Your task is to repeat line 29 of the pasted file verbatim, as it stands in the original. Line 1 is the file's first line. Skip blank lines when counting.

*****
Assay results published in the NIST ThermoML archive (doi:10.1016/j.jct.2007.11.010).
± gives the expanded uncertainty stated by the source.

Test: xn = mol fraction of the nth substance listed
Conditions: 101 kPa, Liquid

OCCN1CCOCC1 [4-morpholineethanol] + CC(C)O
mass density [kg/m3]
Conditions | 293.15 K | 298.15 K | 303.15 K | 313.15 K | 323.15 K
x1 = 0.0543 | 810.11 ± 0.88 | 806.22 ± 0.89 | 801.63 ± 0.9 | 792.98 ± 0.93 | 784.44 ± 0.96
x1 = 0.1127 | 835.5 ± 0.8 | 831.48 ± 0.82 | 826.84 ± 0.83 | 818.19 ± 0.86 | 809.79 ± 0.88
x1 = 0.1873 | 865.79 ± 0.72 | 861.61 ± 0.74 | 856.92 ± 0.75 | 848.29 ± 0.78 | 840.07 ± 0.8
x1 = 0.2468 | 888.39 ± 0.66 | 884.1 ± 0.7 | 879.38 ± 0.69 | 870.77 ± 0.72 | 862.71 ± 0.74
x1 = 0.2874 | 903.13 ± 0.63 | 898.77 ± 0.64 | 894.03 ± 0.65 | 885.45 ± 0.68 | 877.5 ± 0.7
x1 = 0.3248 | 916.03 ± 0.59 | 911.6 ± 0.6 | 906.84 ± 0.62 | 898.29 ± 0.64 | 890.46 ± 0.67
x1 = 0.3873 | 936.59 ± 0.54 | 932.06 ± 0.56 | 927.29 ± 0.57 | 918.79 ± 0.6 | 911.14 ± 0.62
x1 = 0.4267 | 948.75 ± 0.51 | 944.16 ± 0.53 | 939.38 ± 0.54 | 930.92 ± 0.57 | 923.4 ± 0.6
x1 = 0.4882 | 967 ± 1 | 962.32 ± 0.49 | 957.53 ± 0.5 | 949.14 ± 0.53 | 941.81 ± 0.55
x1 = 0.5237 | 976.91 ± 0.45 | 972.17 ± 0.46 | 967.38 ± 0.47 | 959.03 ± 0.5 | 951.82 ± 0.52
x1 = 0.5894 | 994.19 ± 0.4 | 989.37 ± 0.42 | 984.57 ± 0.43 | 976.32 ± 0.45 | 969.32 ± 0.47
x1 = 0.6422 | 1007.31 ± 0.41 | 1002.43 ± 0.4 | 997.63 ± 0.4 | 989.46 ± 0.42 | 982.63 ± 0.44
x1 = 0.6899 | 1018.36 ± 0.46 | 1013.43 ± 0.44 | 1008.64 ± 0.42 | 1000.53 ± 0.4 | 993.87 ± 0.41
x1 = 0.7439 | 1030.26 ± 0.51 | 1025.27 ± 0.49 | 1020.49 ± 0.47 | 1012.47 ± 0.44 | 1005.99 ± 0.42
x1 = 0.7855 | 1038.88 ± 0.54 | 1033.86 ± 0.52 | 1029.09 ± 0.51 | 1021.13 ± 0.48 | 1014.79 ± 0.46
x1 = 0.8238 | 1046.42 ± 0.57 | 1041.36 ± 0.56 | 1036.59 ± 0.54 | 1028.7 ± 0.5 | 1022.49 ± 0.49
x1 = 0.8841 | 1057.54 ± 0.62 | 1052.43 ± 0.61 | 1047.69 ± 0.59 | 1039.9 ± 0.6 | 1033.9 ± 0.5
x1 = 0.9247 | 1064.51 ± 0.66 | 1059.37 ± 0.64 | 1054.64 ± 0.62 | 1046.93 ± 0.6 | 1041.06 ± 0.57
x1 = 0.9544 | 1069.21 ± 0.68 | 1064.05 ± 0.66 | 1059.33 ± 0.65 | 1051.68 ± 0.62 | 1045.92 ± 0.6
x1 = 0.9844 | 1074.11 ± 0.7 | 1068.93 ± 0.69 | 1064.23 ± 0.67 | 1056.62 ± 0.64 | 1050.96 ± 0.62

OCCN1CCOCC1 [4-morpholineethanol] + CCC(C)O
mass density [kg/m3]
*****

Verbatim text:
mass density [kg/m3]